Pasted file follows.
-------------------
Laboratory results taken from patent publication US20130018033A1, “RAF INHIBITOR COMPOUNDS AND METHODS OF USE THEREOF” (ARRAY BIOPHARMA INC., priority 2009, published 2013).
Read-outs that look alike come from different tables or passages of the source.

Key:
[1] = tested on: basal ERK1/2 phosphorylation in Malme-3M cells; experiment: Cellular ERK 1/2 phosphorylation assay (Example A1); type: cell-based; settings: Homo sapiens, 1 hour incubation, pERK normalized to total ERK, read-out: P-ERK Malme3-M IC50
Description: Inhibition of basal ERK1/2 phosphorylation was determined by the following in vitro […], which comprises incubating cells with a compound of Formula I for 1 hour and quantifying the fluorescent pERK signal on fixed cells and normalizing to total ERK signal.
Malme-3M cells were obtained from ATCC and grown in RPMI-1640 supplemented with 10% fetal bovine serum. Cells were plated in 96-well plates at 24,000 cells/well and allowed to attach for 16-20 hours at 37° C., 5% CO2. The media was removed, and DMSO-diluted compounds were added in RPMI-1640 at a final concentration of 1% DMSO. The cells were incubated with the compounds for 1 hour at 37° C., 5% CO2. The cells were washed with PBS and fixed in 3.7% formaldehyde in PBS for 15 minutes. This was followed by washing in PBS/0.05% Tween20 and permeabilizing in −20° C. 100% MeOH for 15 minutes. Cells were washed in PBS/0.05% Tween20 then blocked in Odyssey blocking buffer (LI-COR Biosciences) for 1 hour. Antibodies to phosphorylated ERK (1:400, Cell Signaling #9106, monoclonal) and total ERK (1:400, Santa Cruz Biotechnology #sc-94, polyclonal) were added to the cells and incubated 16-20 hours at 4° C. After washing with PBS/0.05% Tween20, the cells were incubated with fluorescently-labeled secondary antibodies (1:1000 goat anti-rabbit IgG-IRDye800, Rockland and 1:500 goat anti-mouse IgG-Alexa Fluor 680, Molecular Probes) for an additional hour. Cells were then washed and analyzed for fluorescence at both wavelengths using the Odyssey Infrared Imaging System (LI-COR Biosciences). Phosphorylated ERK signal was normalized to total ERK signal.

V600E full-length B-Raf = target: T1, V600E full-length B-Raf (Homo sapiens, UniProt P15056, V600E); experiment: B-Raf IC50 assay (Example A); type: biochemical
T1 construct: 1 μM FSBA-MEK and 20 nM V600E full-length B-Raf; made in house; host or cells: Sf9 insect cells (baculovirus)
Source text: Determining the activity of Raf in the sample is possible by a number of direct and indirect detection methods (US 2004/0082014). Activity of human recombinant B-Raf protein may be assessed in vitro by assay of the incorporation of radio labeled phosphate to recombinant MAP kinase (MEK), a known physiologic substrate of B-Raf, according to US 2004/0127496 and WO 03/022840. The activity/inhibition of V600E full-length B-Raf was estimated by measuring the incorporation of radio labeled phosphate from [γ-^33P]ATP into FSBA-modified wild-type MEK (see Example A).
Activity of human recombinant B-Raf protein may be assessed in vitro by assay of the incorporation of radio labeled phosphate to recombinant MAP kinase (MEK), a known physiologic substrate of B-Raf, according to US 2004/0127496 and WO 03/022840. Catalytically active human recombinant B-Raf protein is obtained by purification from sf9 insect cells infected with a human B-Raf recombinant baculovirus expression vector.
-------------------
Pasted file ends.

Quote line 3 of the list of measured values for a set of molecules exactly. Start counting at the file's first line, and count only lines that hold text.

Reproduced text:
Key: